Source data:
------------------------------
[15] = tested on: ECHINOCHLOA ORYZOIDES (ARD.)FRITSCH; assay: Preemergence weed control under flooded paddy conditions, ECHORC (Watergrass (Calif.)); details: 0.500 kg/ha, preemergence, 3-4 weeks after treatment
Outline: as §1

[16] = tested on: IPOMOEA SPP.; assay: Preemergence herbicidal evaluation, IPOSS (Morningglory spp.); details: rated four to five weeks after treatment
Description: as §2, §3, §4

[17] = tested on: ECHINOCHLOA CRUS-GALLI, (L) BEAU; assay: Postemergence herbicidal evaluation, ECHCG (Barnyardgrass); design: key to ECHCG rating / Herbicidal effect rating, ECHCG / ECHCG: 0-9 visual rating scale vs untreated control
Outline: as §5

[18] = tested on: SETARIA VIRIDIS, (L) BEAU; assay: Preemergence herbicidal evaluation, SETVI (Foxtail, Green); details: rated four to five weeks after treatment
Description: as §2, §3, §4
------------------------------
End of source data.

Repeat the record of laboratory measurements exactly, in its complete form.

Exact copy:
[15] = tested on: ECHINOCHLOA ORYZOIDES (ARD.)FRITSCH; assay: Preemergence weed control under flooded paddy conditions, ECHORC (Watergrass (Calif.)); details: 0.500 kg/ha, preemergence, 3-4 weeks after treatment
Outline: as §1

[16] = tested on: IPOMOEA SPP.; assay: Preemergence herbicidal evaluation, IPOSS (Morningglory spp.); details: rated four to five weeks after treatment
Description: as §2, §3, §4

[17] = tested on: ECHINOCHLOA CRUS-GALLI, (L) BEAU; assay: Postemergence herbicidal evaluation, ECHCG (Barnyardgrass); design: key to ECHCG rating / Herbicidal effect rating, ECHCG / ECHCG: 0-9 visual rating scale vs untreated control
Outline: as §5

[18] = tested on: SETARIA VIRIDIS, (L) BEAU; assay: Preemergence herbicidal evaluation, SETVI (Foxtail, Green); details: rated four to five weeks after treatment
Description: as §2, §3, §4